Biden administration suspends some Houthi sanctions for one month

2021-01-26 | Since 1 Month

The US government has suspended some sanctions placed on Yemen’s Houthis by the Trump administration while a review into the designation is carried out, the US Treasury said on Monday night.

The former secretary of state Mike Pompeo issued the designation labelling the Iran-backed rebels as a Foreign Terrorist Organisation on January 10. While the move was welcomed by members of Yemen’s government and its allies, aid groups said the move could complicate efforts to reach vulnerable communities living in areas under rebel control.

Critics said the sanctions would exacerbate what is already one of the world’s worst humanitarian crises by barring aid deliveries to civilians in the war-torn nation.

The Treasury Department’s Office of Foreign Assets Control issued a general licence for transactions with entities owned by the Iran-backed Houthis, giving an exemption for certain transactions with the rebels, for one month until February 26.


Mr Pompeo’s sanctions took effect on January 19, only a day before President Joe Biden was inaugurated.

On Monday, Yemeni Prime Minister Maeen Abdulmalik Saeed praised the sanctions and said the designation “should be built upon by the European Union and the international community to put an end to the Houthi militias’ recklessness towards political solutions, and their insistence on executing Iran’s agenda without caring about the suffering and the lives of the Yemeni people.”

The US Treasury’s licence does not reverse Mr Pompeo’s designations and does not apply to specific members of the Houthi group, who have been otherwise been subjected to sanctions.

The Iranian-backed Houthis control the capital and much of Yemen’s north, where the majority of the population lives, following a coup in 2015. The takeover of the capital led to the Saudi-led Coalition of Arab states intervening at the request of the internationally recognised government of President Abdrabu Mansur Hadi to remove the rebels from the city.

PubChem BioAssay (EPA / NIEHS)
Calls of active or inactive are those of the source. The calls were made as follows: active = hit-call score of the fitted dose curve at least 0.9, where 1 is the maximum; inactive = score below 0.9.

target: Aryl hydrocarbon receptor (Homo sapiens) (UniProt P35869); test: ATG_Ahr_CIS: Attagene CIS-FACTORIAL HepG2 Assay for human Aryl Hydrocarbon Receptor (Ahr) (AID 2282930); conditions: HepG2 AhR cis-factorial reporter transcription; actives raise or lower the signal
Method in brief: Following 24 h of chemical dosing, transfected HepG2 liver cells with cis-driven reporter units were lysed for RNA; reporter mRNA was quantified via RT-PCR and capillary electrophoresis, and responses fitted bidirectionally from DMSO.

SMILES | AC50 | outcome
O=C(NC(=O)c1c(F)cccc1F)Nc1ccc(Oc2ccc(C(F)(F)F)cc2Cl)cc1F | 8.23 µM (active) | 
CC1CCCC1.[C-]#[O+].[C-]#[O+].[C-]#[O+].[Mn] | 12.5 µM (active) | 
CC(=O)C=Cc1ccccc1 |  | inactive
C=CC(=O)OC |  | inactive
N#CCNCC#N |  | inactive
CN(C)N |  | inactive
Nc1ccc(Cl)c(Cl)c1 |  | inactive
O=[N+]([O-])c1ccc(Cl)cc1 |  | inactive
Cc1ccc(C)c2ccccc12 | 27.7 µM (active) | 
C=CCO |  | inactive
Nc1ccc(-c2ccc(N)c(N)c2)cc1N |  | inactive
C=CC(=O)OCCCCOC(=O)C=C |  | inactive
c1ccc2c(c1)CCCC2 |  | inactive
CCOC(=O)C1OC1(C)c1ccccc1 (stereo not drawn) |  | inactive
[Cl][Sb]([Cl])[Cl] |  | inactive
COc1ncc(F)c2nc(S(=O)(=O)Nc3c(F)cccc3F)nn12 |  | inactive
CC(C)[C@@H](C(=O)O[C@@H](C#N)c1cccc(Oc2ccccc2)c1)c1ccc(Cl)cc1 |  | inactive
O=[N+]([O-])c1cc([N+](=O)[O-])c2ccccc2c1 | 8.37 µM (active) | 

But the conflict has caused what the UN calls the world’s worst humanitarian crisis with more than 80 per cent of the population reliant on aid.

With the Houthi rebels controlling much of the north and the capital – where the majority of the population lives – aid agencies are reliant on the group for access to those in need. Most of the aid is imported through the Houthi-controlled port of Hodeidah.

The UN says 13.5 million out of Yemen’s 30 million population already face acute food insecurity, a figure that could rise to 16 million by June.

Washington’s designation of the rebels was part of the Trump administration’s broader effort to isolate and cripple Iran.

Saudi Arabia has advocated the terrorism designation, hoping it would pressure the rebels to reach a peace deal. Past rounds of peace talks and ceasefire agreements have faltered over technicalities, despite efforts to achieve a lasting solution.

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